• high blood sugar (hyperglycemia). If you have diabetes, you may need to test your blood sugar more often. Your doctor may adjust your diabetes medications. Call your doctor if you have any of these symptoms:

    • needing to urinate more often
    • increased thirst
    • blurred vision
    • tiredness
    • headache
    • fruity odor to your breath
    • weakness
    • confusion
  • high uric acid levels (hyperuricemia). A high uric acid level may cause gout attacks. Call your doctor if you have the following symptoms:

    • severe pain in your joints, especially in your big toe
    • swollen, inflamed, or red joints
    • being unable to move the affected joint
  • If these effects are mild, they may go away within a few days or a couple of weeks. If they’re more severe or don’t go away, talk to your doctor or pharmacist.

Serious Side Effects

Call your doctor right away if you have serious side effects. Call 9-1-1 if your symptoms feel life-threatening or if you think you’re having a medical emergency. Serious side effects and their symptoms can include the following:

  • low blood potassium levels (hypokalemia). Symptoms can include:

    • weakness
    • tiredness
    • muscle cramps
    • constipation
    • an irregular heart rhythm (arrhythmia)
  • low blood chloride levels (hypochloremia). Symptoms can include:

    • dehydration, with symptoms such as:
      • dry mouth
      • muscle cramps
      • dizziness
      • weak heartbeat
      • diarrhea
      • vomiting
  • skin problems, such as:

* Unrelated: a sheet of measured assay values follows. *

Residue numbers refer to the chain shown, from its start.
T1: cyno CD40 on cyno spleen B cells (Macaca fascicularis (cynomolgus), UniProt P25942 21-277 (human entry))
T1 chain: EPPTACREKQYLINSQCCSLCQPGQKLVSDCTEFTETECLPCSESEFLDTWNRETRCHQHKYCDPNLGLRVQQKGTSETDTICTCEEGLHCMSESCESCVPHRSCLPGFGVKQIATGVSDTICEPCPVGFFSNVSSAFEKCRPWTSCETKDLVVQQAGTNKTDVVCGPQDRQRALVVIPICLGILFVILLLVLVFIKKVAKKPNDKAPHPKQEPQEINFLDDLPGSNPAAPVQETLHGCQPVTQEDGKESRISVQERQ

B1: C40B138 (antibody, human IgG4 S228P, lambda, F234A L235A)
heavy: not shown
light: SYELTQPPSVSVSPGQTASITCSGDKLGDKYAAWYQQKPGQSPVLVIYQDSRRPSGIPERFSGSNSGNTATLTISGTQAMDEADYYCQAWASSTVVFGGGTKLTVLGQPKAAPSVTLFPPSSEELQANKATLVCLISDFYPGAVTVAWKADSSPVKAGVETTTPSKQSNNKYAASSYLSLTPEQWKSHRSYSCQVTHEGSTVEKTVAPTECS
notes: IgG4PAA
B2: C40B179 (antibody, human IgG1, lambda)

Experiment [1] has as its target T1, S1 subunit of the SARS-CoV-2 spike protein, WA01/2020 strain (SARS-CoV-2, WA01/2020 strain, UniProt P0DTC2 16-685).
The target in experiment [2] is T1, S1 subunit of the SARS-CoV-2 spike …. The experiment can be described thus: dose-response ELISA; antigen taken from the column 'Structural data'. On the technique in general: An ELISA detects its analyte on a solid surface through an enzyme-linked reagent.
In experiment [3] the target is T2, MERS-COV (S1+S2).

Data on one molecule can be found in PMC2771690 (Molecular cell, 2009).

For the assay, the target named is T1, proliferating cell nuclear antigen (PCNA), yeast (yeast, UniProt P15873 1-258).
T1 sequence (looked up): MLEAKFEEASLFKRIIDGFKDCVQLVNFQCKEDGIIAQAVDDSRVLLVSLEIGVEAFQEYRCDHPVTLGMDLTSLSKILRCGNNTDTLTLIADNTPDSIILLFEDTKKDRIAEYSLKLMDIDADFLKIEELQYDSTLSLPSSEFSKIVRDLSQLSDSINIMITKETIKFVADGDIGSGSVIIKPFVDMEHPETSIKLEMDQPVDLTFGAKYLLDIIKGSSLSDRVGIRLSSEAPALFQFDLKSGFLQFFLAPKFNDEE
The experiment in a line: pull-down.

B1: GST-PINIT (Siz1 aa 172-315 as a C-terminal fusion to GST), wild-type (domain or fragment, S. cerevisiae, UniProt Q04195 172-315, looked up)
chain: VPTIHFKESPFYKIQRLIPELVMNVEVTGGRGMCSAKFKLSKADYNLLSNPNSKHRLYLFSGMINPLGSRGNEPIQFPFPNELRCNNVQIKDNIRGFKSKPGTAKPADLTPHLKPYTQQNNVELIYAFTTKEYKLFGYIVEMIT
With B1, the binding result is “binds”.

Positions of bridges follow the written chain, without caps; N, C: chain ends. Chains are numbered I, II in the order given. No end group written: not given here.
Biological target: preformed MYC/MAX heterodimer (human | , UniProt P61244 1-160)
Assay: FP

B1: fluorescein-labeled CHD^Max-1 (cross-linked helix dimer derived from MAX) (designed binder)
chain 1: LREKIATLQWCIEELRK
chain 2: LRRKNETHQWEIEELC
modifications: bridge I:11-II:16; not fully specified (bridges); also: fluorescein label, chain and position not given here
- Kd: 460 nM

• Stevens-Johnson syndrome. Symptoms can include:
      • flu-like symptoms, such as fever and body aches
      • a red, painful rash with or without blisters
    • Toxic epidermal necrolysis. Symptoms can include:
      • blistering and peeling of your skin
  • inflammation of your pancreas (pancreatitis). Symptoms can include:

    • pain and tenderness in upper stomach area that can spread to your back or get worse after you eat
    • nausea
    • vomiting
  • liver problems. Symptoms can include:

    • yellowing of your skin or the whites of your eyes
    • nausea
    • vomiting
    • loss of appetite
    • stomach pain and swelling
    • bruising easily
    • light-colored stool
    • dark-colored urine
    • unusual tiredness
  • kidney problems. Symptoms can include:

    • swelling of your feet, ankles, or legs
    • drowsiness
    • tiredness
    • chest pain
    • nausea
    • shortness of breath
    • making less urine than normal, or no urine at all
  • lupus. This is an autoimmune disease where your immune system attacks your body. This causes inflammation in many parts of your body. Symptoms can include:

    • tiredness
    • joint pain
    • a butterfly-shaped rash across the middle of your face
    • sensitivity to the sun
    • decreased circulation. This may cause cold fingers and toes.
Pharmacist's Advice
Clinical Associate Professor, University of Illinois at Chicago College of Pharmacy

Chlorothiazide can make you feel dizzy and weak. You shouldn’t drive, use machinery, or do similar tasks that require alertness until you know how this medication affects you.

Disclaimer: Our goal is to provide you with the most relevant and current information. However, because drugs affect each person differently, we cannot guarantee that this information includes all possible side effects. This information is not a substitute for medical advice. Always discuss possible side effects with a healthcare provider who knows your medical history.
SECTION 3 of 5

chlorothiazide May Interact with Other Medications

Oral suspension